by Mike Shea on 17 November 2003
From Sniper Suspect Muhammad Guilty of Murder - AP
The jury deliberated for 6 1/2 hours before convicting Muhammad of two counts of capital murder. One accused him of taking part in multiple murders, the other - the result of a post-Sept. 11 terrorism law - alleged the killings were designed to terrorize the population. Muhammad is the first person tried under the Virginia law.
There is no doubt that Muhammad here was a murderer and should probably be put to death but is the second charge that bothers me.
I feel the same way about Terrorism laws as I do about hate crime. Why one committed an act shouldn't be judged. What thoughts one has in their head are not crimes, only their actions. To judge someone's motivation for a crime is to judge their thoughts, not their actions. Unfortunately, today the word terrorism can get any law passed or add time onto any crime.
The word terrorism is now meaningless. Since 9-11 it has been used for everything from flying a plane into the world trade center to Napster. It is a word that invokes emotion in us but has no real definitive meaning.
Lets take a look at the meaning of the word terrorism:
As defined by the FBI, "the unlawful use of force against persons or property to intimidate or coerce a government, the civilian population or any segment thereof, in the furtherance of political or social objectives". This definition includes three elements: (1) Terrorist activities are illegal and involve the use of force. (2) The actions are intended to intimidate or coerce. (3) The actions are committed in support of political or social objectives.
Using the FBI's definition above, is our war against Iraq, a war I agreed with, not a terrorist act? Using the above definition, can the release of the MS Blaster worm be considered terrorism as the polititians say it is? What defines law? What defines force? Children intimidate one another all the time through physical force. Do we not have little terrorists in our very homes?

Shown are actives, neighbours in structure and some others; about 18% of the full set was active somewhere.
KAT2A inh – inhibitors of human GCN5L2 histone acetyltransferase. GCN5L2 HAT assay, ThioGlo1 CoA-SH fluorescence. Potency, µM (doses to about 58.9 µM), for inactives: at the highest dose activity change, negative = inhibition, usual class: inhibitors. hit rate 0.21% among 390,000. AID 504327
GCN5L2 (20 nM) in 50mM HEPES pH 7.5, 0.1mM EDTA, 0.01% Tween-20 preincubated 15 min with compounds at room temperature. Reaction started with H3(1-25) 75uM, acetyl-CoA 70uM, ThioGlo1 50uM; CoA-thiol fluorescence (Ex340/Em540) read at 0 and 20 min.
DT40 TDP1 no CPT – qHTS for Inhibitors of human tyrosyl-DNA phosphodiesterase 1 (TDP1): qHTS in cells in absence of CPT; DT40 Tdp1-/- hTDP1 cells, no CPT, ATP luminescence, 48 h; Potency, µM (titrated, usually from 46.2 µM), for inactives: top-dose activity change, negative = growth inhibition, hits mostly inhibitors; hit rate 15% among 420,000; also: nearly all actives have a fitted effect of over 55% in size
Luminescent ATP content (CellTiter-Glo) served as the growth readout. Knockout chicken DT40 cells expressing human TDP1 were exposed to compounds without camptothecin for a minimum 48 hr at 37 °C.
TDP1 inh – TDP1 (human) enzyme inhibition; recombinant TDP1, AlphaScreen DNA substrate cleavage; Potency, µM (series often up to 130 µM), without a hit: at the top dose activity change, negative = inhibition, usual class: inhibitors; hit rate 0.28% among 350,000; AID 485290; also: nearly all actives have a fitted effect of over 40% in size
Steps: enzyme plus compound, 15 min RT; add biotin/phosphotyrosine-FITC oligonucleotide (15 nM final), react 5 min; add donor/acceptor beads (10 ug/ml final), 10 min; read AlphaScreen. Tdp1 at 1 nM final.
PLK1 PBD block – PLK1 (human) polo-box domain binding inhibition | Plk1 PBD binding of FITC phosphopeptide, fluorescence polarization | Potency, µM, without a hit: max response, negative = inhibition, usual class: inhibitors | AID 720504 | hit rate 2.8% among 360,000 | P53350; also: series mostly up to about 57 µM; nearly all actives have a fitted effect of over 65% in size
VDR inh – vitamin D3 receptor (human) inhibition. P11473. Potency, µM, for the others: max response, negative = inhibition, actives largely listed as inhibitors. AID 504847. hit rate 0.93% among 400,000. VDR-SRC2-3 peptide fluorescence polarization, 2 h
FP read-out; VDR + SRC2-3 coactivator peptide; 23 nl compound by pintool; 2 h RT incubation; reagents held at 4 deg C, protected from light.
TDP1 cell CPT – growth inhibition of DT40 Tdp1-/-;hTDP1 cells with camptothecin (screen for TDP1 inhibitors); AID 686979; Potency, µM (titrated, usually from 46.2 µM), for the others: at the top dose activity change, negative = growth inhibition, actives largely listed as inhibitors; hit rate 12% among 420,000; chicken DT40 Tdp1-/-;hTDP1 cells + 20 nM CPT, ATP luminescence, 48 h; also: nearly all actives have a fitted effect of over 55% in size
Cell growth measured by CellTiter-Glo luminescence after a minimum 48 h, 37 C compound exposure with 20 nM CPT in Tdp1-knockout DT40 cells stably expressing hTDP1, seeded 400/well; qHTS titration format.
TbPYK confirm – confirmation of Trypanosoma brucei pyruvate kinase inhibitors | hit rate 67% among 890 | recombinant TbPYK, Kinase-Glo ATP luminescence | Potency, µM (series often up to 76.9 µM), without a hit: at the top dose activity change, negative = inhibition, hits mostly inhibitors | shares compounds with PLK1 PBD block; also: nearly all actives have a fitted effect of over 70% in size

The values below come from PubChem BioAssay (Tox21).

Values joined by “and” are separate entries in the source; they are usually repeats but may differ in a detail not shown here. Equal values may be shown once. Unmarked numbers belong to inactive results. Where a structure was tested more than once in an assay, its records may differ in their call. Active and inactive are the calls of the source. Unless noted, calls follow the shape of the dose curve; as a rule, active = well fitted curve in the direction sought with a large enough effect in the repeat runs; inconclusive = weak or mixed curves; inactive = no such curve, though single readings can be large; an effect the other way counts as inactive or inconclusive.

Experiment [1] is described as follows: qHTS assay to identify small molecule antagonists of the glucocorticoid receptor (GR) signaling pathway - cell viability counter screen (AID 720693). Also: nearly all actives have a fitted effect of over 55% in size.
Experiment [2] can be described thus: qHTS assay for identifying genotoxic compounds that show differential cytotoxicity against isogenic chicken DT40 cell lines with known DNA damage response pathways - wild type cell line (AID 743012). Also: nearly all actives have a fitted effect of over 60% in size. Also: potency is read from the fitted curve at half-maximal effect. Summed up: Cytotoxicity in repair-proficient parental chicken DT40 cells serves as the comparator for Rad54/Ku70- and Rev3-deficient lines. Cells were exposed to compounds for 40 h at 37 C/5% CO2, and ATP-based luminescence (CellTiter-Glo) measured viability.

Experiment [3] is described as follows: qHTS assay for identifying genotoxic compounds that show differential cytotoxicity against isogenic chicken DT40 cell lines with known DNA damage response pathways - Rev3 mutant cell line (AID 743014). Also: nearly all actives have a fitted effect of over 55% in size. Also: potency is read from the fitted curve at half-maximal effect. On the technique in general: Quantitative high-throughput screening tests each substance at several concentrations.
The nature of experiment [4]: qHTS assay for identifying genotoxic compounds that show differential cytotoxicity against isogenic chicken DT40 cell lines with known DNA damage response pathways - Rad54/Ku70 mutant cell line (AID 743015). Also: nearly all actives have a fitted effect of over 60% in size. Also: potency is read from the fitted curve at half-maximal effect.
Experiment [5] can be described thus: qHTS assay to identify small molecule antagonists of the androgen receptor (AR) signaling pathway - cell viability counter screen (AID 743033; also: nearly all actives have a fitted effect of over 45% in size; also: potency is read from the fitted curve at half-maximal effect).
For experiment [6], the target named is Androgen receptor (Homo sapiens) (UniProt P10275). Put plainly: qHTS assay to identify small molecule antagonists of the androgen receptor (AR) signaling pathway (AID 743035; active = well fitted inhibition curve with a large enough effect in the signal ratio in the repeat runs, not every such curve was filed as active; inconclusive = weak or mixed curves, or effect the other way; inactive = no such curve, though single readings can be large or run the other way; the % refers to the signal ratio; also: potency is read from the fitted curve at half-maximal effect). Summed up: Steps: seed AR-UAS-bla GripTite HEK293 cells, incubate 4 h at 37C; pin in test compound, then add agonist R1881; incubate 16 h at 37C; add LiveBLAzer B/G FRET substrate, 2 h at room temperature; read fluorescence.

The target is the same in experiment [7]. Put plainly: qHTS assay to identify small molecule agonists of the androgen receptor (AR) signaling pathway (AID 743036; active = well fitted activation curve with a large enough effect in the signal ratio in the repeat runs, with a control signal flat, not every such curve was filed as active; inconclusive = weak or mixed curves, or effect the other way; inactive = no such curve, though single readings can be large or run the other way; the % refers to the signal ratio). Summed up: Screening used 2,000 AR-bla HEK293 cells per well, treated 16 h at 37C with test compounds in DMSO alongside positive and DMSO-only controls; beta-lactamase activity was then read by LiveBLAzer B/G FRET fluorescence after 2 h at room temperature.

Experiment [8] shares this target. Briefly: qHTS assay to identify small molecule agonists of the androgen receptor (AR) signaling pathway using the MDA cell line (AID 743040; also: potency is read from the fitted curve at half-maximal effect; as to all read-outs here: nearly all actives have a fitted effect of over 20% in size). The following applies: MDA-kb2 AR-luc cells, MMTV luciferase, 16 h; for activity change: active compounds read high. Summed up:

Here's the Mike Shea Definition of Terrorism:
Terrorism is a word used to invoke emotions in people for the sake of political gain. Terrorism is any act against us that we do not approve of. Terrorism is not any action we commit against another. Terrorism is Doublethink.
The "Patriot" act mentions the word terrorism in it over one hundred and fifty times and in cases like John Allen Muhammad's it seems to be actually used against someone. We may all find our freedoms stripped away from us one by one under the huge umbrella of terrorism.
It may only be a matter of time before the written word is considered an act of terrorism. According to the Patriot Act, any form of intimidation or aggression towards a government official is an act of terrorism. The written word is one of the most powerful forms of aggression we have. This very commentary could be considered intimidation.
No one will defend Muhammad's actions. Like child pornography, it is a crime you cannot even raise a finger in question about. Such atrocities are used to ramrod new laws and new verdicts upon us without anyone putting up any kind of defense. When someone starts blathering about terrorism, start to ask him what he actually means. Poke holes in it. Question it. Question everything.
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